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What Causes Dry Eyes at Night?

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For about 30% of Canadians, dry eyes are a common occurrence, causing discomfort and even pain in some cases. The condition occurs when the eyes do not produce enough tears or the tears produced are of poor quality. However, your optometrist can help diagnose the exact cause of this problem through a comprehensive eye exam and dry eye work-up.

Dry eyes at night can be particularly frustrating, waking you while sleeping and having difficulty opening your eyes upon waking. Treatments are available to combat dry eyes, but only if you know what’s causing it. Dry eyes at night could result from many factors, dry environments, contact lens use, screen time throughout the day, or your eyes not fully closing while you sleep.

Causes of Dry Eyes

One of the leading causes of dry eyes is a condition called meibomian gland dysfunction (MGD). About 85% of all cases of dry eye result from MGD. Meibomian glands are located in the eyelids and produce an oily layer that helps to keep the tears from evaporating too quickly. When these glands become blocked or malfunction, the oily layer is not produced, causing the tears to evaporate more quickly, leading to dry eyes.

Systemic conditions and autoimmune diseases such as Sjögren’s syndrome can also contribute to dry eye. Sjogren’s syndrome is an autoimmune disorder that, among other things, affects the body’s ability to produce tears and saliva. 

Certain medications can also cause dry eyes. For example, antihistamines, oral contraceptives, and antidepressants are known to have dry eyes as a side effect. If you are taking any of these medications and are experiencing dry eyes, speak with one of our eye doctors. They can help manage the situation and if needed  communicate with your family doctor or specialist to see if an alternative medication can be used.

Other factors that can increase your risk of developing dry eyes include:

  • Aging
  • Hormonal changes
  • Dry and windy weather
  • Excessive screen time
  • Vitamin A deficiency

Dry Eye Symptoms

Different people can experience dry eyes in different ways. Common symptoms include:

  • Intermittent blurred vision
  • A gritty or scratchy feeling
  • Burning eyes
  • Redness
  • Sensitivity to light
  • Mucus discharge
  • Excessive tearing (Your eyes flood in response to chronic dryness)

Dry eyes can even be harmful and result in scarring if left untreated. Your tear film protects your eyes and keeps the surface smooth. Without it, you could be at risk of corneal scarring, corneal abrasion or erosion.

A woman in a purple robe woke up with irritated and itchy eyes.

How Night Affects Your Eyes

Dry eyes tend to be worse at the end of the day or during the night for several reasons. For one, every day our eyes  face drying environmental factors like dust, dry air and wind which can leave them feeling strained and tired. Screen time, including computers and smart phones and periods of intense concentration can cause you to blink less. This reduced blinking can catch up with you at the end of a long day and leave your eyes dry and irritated.

Contact lens use for long periods during the day can also contribute to end of day dryness and discomfort.

Physical factors such as loose eyelids are another contributor to dry eyes. Some people consistently wake up with dry eyes due to a condition called nocturnal lagophthalmos.

Nocturnal Lagophthalmos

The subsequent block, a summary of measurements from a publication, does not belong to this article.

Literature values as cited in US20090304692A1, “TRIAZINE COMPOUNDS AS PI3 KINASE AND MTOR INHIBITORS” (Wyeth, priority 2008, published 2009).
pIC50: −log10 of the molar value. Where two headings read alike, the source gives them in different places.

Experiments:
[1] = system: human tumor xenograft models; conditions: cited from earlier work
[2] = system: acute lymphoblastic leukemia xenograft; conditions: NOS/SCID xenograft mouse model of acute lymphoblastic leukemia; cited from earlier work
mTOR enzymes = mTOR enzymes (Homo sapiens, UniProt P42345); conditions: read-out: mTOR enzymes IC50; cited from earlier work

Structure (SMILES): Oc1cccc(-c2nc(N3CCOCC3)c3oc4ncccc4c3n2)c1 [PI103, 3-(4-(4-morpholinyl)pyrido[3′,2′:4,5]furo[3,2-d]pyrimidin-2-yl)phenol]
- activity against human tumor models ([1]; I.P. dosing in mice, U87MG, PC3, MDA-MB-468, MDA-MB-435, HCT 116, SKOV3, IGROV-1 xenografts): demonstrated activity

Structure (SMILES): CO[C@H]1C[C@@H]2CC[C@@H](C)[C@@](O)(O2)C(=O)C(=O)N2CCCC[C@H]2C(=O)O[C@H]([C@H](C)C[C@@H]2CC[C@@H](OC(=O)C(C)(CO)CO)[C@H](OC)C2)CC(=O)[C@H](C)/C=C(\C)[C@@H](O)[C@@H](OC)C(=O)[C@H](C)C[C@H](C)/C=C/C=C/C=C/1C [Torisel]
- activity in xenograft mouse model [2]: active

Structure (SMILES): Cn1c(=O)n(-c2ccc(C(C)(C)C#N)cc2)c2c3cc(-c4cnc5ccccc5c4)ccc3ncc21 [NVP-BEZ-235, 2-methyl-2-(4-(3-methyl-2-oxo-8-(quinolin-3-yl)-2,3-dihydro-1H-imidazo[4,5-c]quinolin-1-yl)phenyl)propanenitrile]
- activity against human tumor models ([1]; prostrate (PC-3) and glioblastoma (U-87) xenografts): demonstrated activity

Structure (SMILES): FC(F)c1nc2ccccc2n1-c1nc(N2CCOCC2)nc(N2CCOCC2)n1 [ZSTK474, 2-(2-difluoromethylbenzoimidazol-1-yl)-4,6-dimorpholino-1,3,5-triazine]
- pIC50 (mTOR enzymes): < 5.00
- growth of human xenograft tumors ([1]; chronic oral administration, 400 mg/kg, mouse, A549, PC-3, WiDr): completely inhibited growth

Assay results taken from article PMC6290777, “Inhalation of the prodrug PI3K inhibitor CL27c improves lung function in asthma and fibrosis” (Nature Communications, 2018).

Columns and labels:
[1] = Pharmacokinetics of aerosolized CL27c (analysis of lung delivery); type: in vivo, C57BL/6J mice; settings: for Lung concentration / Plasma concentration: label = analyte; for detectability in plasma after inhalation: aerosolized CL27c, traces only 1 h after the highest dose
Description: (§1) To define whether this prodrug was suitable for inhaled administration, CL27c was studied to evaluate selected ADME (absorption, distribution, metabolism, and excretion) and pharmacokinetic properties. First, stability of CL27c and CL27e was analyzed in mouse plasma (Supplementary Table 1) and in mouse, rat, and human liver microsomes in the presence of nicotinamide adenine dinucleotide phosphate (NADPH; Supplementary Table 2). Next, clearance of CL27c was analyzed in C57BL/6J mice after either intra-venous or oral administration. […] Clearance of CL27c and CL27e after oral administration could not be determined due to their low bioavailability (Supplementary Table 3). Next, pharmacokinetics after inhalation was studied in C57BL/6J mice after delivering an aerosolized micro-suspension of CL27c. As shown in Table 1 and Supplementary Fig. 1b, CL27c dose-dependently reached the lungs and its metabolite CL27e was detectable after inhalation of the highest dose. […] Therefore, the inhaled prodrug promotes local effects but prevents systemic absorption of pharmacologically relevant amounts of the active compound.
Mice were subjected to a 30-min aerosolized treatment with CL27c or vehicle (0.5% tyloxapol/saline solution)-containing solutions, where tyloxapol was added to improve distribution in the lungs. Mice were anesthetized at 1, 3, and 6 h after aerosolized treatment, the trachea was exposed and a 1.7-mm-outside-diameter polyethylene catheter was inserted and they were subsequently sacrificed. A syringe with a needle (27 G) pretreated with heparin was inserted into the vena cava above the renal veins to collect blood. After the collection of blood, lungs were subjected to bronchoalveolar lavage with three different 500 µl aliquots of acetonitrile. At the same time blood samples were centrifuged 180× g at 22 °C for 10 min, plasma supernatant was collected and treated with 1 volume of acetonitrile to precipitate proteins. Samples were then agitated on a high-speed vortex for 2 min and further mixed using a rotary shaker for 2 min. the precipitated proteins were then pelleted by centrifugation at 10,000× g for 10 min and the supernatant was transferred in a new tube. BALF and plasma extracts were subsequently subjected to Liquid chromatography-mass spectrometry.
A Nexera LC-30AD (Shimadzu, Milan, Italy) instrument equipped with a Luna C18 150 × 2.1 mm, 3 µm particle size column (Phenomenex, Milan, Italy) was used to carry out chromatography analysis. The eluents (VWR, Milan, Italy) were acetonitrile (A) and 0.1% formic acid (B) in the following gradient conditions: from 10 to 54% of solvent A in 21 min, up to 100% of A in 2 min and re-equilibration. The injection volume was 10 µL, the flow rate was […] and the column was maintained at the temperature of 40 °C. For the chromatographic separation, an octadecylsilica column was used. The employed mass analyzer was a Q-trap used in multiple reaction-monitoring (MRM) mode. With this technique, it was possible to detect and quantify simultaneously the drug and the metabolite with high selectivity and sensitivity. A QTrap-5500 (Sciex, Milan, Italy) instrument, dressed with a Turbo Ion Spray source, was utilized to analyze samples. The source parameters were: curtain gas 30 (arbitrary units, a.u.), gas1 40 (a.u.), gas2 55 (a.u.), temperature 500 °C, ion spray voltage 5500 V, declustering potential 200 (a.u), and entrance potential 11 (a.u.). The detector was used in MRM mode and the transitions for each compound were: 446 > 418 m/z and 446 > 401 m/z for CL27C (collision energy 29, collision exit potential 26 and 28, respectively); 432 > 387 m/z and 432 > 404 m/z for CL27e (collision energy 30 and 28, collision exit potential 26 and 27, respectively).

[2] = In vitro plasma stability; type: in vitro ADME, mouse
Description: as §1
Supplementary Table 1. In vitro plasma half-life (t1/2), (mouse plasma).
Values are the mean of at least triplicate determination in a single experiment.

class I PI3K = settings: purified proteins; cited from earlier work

Lagophthalmos is a condition in which your eyes don’t close completely. If this only happens when you sleep, it’s referred to as nocturnal lagophthalmos, and you may not even know you have it.

People with this condition don’t fully close their eyes when they sleep, meaning their eyelids cannot form a seal to hold in moisture. This gap will leave your eyes open to the air and can result in dry spots that upon waking are uncomfortable.

There are a few different causes for lagophthalmos. The first group of reasons results from damage to the facial nerve, which controls the muscles in your eyelid. A variety of things can cause this, including:

  • Blunt force injuries
  • Bell’s palsy
  • Strokes
  • Tumours
  • Möbius syndrome
  • Certain autoimmune conditions

Lagophthalmos could also be caused by direct damage involving the eyelids, such as:

  • Scarring
  • Reactions to medication
  • Diseases  such as Stevens-Johnson syndrome
  • Eyelid surgery
  • Floppy eyelid syndrome

Managing Dry Eyes At Night

Fortunately, there are ways to manage the symptoms of dry eyes. One of the most effective ways is to use over-the-counter artificial tears or ointments. These can be used as needed to help lubricate the eyes and relieve dryness, itching, and burning. You can also use a humidifier in your bedroom at night, adding moisture to the air or sleep with a special dry eye protective mask to help reduce dry eye symptoms.

Other treatments for dry eyes include:

  • Medicated eye drops
  • omega-3 nutritional supplements
  • Staying hydrated

You can also place a warm compress over your closed eyelids for a few minutes before going to bed. This warming can help unblock the meibomian glands and increase the production of the oily layer of your tear film, ensuring you’re producing good-quality tears.

At In Focus Eyecare, we have a fully equipped dry eye clinic to help diagnose, manage and treat your dry eyes. New treatments like Intense Pulsed Light (IPL), Radio Frequency (RF) massage and iLux gland expression can help give a boost in tear function and reduce symptoms

Relief From Dry Eyes

A good night’s sleep is essential to a healthy life. If you are experiencing dry eyes at night and it is affecting your ability to sleep, book an appointment with our friendly team of optometrists at In Focus Eyecare.

Written by Dr. Gerry Day, OD, P.Eng

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